After a few unhelpful calls with Airtel (who suggested that perhaps my sim was not good enough, etc), and after some unsuccessful internet searches, I called up the Apple helpline, who told me that my phone still showed as locked to Airtel in their database. So after confirming with the carrier that my phone was indeed unlocked from their end, I had to restore my iphone to factory settings using itunes. I inserted the new sim, and restored my phone using itunes and finally – the Voila I had been waiting for!

So if you have bought an iphone in India with a carrier, you must:

  1. Check with the carrier how long is your phone locked.
  2. If there are no benefits in price, you must request an immediate unlock, and once the carrier confirms this, restore your phone to factory settings and check with a different sim not belonging to the carrier to ensure your phone is unlocked
  3. If you find yourself outside the country, unable to visit the carrier to get the phone unlocked, mail their customer service ID (no point calling as most of the tele-callers will be unable to help with the technical issues) and request for an unlock. Constantly follow up – else they will take a long time to resolve the issue.
  4. In case any of the above does not work, call Apple helplines, which are very responsive, and can tell you the right solution depending on your phone’s serial number.
  5. If nothing works, well you can always go and do a hack unlock (for which there will be several guides available on the internet), but that is not something I suggest. Other than the fact that it is illegal, you end up losing warranty, have trouble doing OS upgrades (you will have to jailbreak everytime you want to upgrade)

Happy i-Phoning.

Moving to Singapore

I have seldom stayed long in a place ever since I left my hometown. Every few years, I pack some stuff into a Suitcase, reach a new place and hope to begin a new life. When it is time to leave (inevitable), I realize my suitcase has grown several folds, and I have to disperse this excess baggage. What follow are Garage sales, throwaways, gifts to friends/college juniors/housemaids, and eventually the last resort – packing away tons of stuff to my parents, who have mercifully, been less mobile, and who always welcome the stuff piled up over the years.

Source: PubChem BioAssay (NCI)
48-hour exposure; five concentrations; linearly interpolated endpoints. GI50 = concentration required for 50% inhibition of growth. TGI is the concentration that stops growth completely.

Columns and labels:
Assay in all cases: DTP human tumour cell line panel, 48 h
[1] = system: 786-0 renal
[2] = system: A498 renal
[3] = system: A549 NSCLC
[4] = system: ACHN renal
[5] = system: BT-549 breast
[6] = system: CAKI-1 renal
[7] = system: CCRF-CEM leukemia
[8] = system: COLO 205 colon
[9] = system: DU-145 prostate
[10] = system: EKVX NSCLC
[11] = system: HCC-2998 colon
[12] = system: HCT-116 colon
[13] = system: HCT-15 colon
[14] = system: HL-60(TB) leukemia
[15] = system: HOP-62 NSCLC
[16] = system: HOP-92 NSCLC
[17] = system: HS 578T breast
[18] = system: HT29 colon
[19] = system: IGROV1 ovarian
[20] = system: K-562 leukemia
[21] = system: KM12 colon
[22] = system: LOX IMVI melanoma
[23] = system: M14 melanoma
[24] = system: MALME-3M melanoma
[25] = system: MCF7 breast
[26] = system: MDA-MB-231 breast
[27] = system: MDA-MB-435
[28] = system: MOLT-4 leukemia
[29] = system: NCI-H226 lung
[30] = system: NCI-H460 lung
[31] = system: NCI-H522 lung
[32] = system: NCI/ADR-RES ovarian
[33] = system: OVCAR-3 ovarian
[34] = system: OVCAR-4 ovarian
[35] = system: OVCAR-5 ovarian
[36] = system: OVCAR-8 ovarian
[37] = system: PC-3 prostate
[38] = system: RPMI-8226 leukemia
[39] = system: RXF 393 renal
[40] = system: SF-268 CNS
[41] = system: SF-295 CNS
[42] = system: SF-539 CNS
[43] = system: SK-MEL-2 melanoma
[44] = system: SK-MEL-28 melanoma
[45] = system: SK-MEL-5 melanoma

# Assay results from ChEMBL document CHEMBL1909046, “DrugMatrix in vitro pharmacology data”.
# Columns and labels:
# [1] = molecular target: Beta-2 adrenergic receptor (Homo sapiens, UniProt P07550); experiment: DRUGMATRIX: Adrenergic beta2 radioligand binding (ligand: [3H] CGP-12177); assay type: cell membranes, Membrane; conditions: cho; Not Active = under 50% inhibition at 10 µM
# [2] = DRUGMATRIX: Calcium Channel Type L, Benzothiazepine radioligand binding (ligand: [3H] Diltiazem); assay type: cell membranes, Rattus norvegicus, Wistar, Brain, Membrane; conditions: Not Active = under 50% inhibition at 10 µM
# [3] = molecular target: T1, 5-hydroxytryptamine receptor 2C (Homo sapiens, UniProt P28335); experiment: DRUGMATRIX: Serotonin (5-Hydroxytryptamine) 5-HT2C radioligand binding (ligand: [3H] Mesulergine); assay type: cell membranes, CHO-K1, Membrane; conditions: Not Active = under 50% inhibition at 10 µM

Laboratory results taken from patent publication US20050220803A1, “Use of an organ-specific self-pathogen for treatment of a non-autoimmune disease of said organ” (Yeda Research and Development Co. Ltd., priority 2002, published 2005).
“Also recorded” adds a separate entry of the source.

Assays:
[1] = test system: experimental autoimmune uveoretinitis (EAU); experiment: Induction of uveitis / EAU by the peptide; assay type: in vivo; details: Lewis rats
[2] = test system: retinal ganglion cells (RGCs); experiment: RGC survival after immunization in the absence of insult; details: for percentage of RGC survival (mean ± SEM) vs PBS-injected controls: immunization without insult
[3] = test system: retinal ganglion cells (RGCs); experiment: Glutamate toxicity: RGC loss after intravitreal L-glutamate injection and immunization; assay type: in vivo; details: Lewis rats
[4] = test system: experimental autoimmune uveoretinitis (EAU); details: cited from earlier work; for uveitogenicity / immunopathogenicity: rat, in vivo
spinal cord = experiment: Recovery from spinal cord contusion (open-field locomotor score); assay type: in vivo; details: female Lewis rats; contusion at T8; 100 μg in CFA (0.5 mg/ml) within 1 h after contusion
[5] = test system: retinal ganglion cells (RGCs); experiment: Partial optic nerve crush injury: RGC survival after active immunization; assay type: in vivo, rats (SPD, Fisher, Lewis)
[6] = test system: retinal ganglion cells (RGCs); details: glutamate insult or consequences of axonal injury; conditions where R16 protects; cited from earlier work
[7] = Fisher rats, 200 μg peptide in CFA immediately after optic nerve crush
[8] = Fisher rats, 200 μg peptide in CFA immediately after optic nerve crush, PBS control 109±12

So it was this time too, when I chose to finally leave Mumbai, and move to Singapore. This time, the amount of stuff to be moved was massive – I had stayed, without knowing, 5 long years in Mumbai. These were years in which I had money to spend (unlike student days), had got married, and taken up much bigger houses than single rooms of earlier times. So even after days of selling and disposing stuff, I sent 47 packets home with Agarwal Packers & Movers! When they arrived at home in Jaipur (I was there to witness the catastrophe!), I was aghast at the mess. The movers kept bringing the boxes, and soon I thought Mom and I would get engulfed in brown boxes, never to be found again. Well somehow we managed (rather mom did as I watched from my sickbed, occasionally lifting a finger), and by the time my father arrived in the evening, there was no trace of the boxes and the chaos of the afternoon.